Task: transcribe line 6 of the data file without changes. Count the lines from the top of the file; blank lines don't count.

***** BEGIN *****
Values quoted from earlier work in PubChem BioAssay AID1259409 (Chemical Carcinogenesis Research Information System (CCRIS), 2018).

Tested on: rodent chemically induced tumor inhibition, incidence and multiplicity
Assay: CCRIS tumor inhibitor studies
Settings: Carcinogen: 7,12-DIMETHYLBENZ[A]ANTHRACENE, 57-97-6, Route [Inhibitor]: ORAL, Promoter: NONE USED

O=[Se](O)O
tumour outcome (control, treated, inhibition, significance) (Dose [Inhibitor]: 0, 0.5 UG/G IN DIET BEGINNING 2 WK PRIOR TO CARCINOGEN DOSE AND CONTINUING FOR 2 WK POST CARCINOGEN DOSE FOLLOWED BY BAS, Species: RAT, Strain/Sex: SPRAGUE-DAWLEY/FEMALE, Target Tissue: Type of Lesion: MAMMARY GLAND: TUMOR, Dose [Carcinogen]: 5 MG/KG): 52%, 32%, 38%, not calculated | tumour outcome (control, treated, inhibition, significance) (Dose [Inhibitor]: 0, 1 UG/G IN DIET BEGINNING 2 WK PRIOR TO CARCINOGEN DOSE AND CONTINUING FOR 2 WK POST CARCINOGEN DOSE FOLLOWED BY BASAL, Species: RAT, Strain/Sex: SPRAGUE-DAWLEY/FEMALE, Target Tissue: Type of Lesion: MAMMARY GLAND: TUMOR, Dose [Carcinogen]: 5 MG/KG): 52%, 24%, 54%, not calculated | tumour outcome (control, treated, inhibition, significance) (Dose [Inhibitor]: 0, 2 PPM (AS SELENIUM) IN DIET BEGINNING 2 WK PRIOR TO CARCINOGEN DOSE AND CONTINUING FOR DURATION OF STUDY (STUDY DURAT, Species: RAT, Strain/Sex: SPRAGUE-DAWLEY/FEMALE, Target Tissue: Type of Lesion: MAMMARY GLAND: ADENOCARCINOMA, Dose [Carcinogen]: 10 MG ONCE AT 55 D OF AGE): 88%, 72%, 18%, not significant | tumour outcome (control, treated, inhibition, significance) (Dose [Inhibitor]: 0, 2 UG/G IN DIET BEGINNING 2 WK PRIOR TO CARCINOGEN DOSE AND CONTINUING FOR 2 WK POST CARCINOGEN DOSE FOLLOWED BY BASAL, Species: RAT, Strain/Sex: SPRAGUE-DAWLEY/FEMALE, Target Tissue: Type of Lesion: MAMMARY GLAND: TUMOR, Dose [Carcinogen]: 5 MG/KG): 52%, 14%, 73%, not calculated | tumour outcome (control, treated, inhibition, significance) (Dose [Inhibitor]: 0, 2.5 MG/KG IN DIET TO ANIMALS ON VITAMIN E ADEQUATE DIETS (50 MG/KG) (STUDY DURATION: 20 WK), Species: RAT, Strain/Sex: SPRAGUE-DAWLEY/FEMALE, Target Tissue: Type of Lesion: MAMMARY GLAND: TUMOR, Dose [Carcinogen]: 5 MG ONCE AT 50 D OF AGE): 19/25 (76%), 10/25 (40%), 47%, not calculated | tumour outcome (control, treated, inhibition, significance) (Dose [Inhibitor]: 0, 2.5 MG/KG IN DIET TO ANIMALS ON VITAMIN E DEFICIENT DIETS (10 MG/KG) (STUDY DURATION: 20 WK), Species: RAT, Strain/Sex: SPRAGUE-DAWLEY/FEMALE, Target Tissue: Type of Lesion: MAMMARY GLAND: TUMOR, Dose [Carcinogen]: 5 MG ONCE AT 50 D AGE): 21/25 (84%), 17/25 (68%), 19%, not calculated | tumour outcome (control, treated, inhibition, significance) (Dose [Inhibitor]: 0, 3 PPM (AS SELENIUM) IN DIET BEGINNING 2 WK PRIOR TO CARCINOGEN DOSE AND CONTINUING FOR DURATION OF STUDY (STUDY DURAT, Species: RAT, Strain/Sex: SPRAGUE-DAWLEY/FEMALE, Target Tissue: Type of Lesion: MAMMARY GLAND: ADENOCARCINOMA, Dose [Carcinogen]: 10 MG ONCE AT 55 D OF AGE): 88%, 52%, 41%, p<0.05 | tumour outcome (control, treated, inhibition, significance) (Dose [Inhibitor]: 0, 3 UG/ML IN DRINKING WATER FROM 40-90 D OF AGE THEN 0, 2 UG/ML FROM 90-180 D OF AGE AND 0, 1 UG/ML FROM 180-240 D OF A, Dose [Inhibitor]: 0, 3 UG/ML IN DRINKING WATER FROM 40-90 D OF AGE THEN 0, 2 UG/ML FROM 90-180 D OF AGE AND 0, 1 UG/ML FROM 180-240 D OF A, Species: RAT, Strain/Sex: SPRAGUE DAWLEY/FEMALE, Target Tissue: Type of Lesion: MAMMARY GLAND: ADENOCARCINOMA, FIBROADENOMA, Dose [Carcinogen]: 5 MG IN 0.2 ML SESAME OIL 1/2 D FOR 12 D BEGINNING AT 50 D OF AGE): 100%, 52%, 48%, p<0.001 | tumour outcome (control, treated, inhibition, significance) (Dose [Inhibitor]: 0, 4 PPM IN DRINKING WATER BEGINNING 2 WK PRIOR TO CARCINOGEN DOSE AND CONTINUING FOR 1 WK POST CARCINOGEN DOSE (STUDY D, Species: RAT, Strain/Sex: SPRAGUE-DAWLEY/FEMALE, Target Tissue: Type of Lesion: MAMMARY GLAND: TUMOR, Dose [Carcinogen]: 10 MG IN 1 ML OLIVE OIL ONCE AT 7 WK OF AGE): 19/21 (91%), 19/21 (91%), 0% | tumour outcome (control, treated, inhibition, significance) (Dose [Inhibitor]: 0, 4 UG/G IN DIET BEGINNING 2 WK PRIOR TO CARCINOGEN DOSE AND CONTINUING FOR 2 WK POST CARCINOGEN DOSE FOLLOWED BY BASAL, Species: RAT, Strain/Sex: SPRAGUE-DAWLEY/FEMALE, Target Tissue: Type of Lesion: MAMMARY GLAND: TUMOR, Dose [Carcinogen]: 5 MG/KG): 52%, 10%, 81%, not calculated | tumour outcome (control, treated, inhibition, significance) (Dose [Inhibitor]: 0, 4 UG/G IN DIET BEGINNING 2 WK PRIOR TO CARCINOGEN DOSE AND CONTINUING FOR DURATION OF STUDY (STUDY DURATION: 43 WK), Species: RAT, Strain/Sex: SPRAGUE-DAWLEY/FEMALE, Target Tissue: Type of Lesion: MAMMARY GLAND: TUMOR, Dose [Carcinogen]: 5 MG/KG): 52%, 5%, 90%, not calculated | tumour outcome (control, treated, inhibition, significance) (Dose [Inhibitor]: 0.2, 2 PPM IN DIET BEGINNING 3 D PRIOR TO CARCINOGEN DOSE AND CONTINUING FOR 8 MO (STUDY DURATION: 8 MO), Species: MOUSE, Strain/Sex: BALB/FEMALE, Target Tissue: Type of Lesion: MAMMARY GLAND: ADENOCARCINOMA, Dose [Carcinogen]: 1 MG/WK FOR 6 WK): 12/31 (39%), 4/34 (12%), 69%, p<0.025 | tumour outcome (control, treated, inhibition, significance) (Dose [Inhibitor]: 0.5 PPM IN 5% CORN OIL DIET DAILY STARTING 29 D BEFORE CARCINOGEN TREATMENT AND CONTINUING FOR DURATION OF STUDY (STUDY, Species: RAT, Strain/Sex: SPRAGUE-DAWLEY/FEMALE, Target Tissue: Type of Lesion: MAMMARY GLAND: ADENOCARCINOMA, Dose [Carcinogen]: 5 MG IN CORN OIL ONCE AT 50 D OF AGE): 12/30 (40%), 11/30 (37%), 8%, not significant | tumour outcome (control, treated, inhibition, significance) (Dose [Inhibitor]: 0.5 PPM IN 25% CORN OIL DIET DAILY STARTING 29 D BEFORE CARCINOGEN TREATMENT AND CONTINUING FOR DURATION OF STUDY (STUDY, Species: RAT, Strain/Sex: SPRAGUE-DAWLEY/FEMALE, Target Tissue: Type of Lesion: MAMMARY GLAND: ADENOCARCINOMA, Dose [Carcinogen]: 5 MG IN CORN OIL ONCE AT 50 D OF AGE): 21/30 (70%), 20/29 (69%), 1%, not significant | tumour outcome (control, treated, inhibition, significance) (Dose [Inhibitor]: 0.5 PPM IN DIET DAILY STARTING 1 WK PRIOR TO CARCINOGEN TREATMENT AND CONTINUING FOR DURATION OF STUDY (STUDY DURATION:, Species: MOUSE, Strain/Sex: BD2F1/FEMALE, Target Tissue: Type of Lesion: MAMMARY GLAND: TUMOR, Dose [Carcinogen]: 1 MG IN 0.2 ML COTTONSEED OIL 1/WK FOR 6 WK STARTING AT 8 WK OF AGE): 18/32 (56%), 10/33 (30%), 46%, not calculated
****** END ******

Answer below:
tumour outcome (control, treated, inhibition, significance) (Dose [Inhibitor]: 0, 0.5 UG/G IN DIET BEGINNING 2 WK PRIOR TO CARCINOGEN DOSE AND CONTINUING FOR 2 WK POST CARCINOGEN DOSE FOLLOWED BY BAS, Species: RAT, Strain/Sex: SPRAGUE-DAWLEY/FEMALE, Target Tissue: Type of Lesion: MAMMARY GLAND: TUMOR, Dose [Carcinogen]: 5 MG/KG): 52%, 32%, 38%, not calculated | tumour outcome (control, treated, inhibition, significance) (Dose [Inhibitor]: 0, 1 UG/G IN DIET BEGINNING 2 WK PRIOR TO CARCINOGEN DOSE AND CONTINUING FOR 2 WK POST CARCINOGEN DOSE FOLLOWED BY BASAL, Species: RAT, Strain/Sex: SPRAGUE-DAWLEY/FEMALE, Target Tissue: Type of Lesion: MAMMARY GLAND: TUMOR, Dose [Carcinogen]: 5 MG/KG): 52%, 24%, 54%, not calculated | tumour outcome (control, treated, inhibition, significance) (Dose [Inhibitor]: 0, 2 PPM (AS SELENIUM) IN DIET BEGINNING 2 WK PRIOR TO CARCINOGEN DOSE AND CONTINUING FOR DURATION OF STUDY (STUDY DURAT, Species: RAT, Strain/Sex: SPRAGUE-DAWLEY/FEMALE, Target Tissue: Type of Lesion: MAMMARY GLAND: ADENOCARCINOMA, Dose [Carcinogen]: 10 MG ONCE AT 55 D OF AGE): 88%, 72%, 18%, not significant | tumour outcome (control, treated, inhibition, significance) (Dose [Inhibitor]: 0, 2 UG/G IN DIET BEGINNING 2 WK PRIOR TO CARCINOGEN DOSE AND CONTINUING FOR 2 WK POST CARCINOGEN DOSE FOLLOWED BY BASAL, Species: RAT, Strain/Sex: SPRAGUE-DAWLEY/FEMALE, Target Tissue: Type of Lesion: MAMMARY GLAND: TUMOR, Dose [Carcinogen]: 5 MG/KG): 52%, 14%, 73%, not calculated | tumour outcome (control, treated, inhibition, significance) (Dose [Inhibitor]: 0, 2.5 MG/KG IN DIET TO ANIMALS ON VITAMIN E ADEQUATE DIETS (50 MG/KG) (STUDY DURATION: 20 WK), Species: RAT, Strain/Sex: SPRAGUE-DAWLEY/FEMALE, Target Tissue: Type of Lesion: MAMMARY GLAND: TUMOR, Dose [Carcinogen]: 5 MG ONCE AT 50 D OF AGE): 19/25 (76%), 10/25 (40%), 47%, not calculated | tumour outcome (control, treated, inhibition, significance) (Dose [Inhibitor]: 0, 2.5 MG/KG IN DIET TO ANIMALS ON VITAMIN E DEFICIENT DIETS (10 MG/KG) (STUDY DURATION: 20 WK), Species: RAT, Strain/Sex: SPRAGUE-DAWLEY/FEMALE, Target Tissue: Type of Lesion: MAMMARY GLAND: TUMOR, Dose [Carcinogen]: 5 MG ONCE AT 50 D AGE): 21/25 (84%), 17/25 (68%), 19%, not calculated | tumour outcome (control, treated, inhibition, significance) (Dose [Inhibitor]: 0, 3 PPM (AS SELENIUM) IN DIET BEGINNING 2 WK PRIOR TO CARCINOGEN DOSE AND CONTINUING FOR DURATION OF STUDY (STUDY DURAT, Species: RAT, Strain/Sex: SPRAGUE-DAWLEY/FEMALE, Target Tissue: Type of Lesion: MAMMARY GLAND: ADENOCARCINOMA, Dose [Carcinogen]: 10 MG ONCE AT 55 D OF AGE): 88%, 52%, 41%, p<0.05 | tumour outcome (control, treated, inhibition, significance) (Dose [Inhibitor]: 0, 3 UG/ML IN DRINKING WATER FROM 40-90 D OF AGE THEN 0, 2 UG/ML FROM 90-180 D OF AGE AND 0, 1 UG/ML FROM 180-240 D OF A, Dose [Inhibitor]: 0, 3 UG/ML IN DRINKING WATER FROM 40-90 D OF AGE THEN 0, 2 UG/ML FROM 90-180 D OF AGE AND 0, 1 UG/ML FROM 180-240 D OF A, Species: RAT, Strain/Sex: SPRAGUE DAWLEY/FEMALE, Target Tissue: Type of Lesion: MAMMARY GLAND: ADENOCARCINOMA, FIBROADENOMA, Dose [Carcinogen]: 5 MG IN 0.2 ML SESAME OIL 1/2 D FOR 12 D BEGINNING AT 50 D OF AGE): 100%, 52%, 48%, p<0.001 | tumour outcome (control, treated, inhibition, significance) (Dose [Inhibitor]: 0, 4 PPM IN DRINKING WATER BEGINNING 2 WK PRIOR TO CARCINOGEN DOSE AND CONTINUING FOR 1 WK POST CARCINOGEN DOSE (STUDY D, Species: RAT, Strain/Sex: SPRAGUE-DAWLEY/FEMALE, Target Tissue: Type of Lesion: MAMMARY GLAND: TUMOR, Dose [Carcinogen]: 10 MG IN 1 ML OLIVE OIL ONCE AT 7 WK OF AGE): 19/21 (91%), 19/21 (91%), 0% | tumour outcome (control, treated, inhibition, significance) (Dose [Inhibitor]: 0, 4 UG/G IN DIET BEGINNING 2 WK PRIOR TO CARCINOGEN DOSE AND CONTINUING FOR 2 WK POST CARCINOGEN DOSE FOLLOWED BY BASAL, Species: RAT, Strain/Sex: SPRAGUE-DAWLEY/FEMALE, Target Tissue: Type of Lesion: MAMMARY GLAND: TUMOR, Dose [Carcinogen]: 5 MG/KG): 52%, 10%, 81%, not calculated | tumour outcome (control, treated, inhibition, significance) (Dose [Inhibitor]: 0, 4 UG/G IN DIET BEGINNING 2 WK PRIOR TO CARCINOGEN DOSE AND CONTINUING FOR DURATION OF STUDY (STUDY DURATION: 43 WK), Species: RAT, Strain/Sex: SPRAGUE-DAWLEY/FEMALE, Target Tissue: Type of Lesion: MAMMARY GLAND: TUMOR, Dose [Carcinogen]: 5 MG/KG): 52%, 5%, 90%, not calculated | tumour outcome (control, treated, inhibition, significance) (Dose [Inhibitor]: 0.2, 2 PPM IN DIET BEGINNING 3 D PRIOR TO CARCINOGEN DOSE AND CONTINUING FOR 8 MO (STUDY DURATION: 8 MO), Species: MOUSE, Strain/Sex: BALB/FEMALE, Target Tissue: Type of Lesion: MAMMARY GLAND: ADENOCARCINOMA, Dose [Carcinogen]: 1 MG/WK FOR 6 WK): 12/31 (39%), 4/34 (12%), 69%, p<0.025 | tumour outcome (control, treated, inhibition, significance) (Dose [Inhibitor]: 0.5 PPM IN 5% CORN OIL DIET DAILY STARTING 29 D BEFORE CARCINOGEN TREATMENT AND CONTINUING FOR DURATION OF STUDY (STUDY, Species: RAT, Strain/Sex: SPRAGUE-DAWLEY/FEMALE, Target Tissue: Type of Lesion: MAMMARY GLAND: ADENOCARCINOMA, Dose [Carcinogen]: 5 MG IN CORN OIL ONCE AT 50 D OF AGE): 12/30 (40%), 11/30 (37%), 8%, not significant | tumour outcome (control, treated, inhibition, significance) (Dose [Inhibitor]: 0.5 PPM IN 25% CORN OIL DIET DAILY STARTING 29 D BEFORE CARCINOGEN TREATMENT AND CONTINUING FOR DURATION OF STUDY (STUDY, Species: RAT, Strain/Sex: SPRAGUE-DAWLEY/FEMALE, Target Tissue: Type of Lesion: MAMMARY GLAND: ADENOCARCINOMA, Dose [Carcinogen]: 5 MG IN CORN OIL ONCE AT 50 D OF AGE): 21/30 (70%), 20/29 (69%), 1%, not significant | tumour outcome (control, treated, inhibition, significance) (Dose [Inhibitor]: 0.5 PPM IN DIET DAILY STARTING 1 WK PRIOR TO CARCINOGEN TREATMENT AND CONTINUING FOR DURATION OF STUDY (STUDY DURATION:, Species: MOUSE, Strain/Sex: BD2F1/FEMALE, Target Tissue: Type of Lesion: MAMMARY GLAND: TUMOR, Dose [Carcinogen]: 1 MG IN 0.2 ML COTTONSEED OIL 1/WK FOR 6 WK STARTING AT 8 WK OF AGE): 18/32 (56%), 10/33 (30%), 46%, not calculated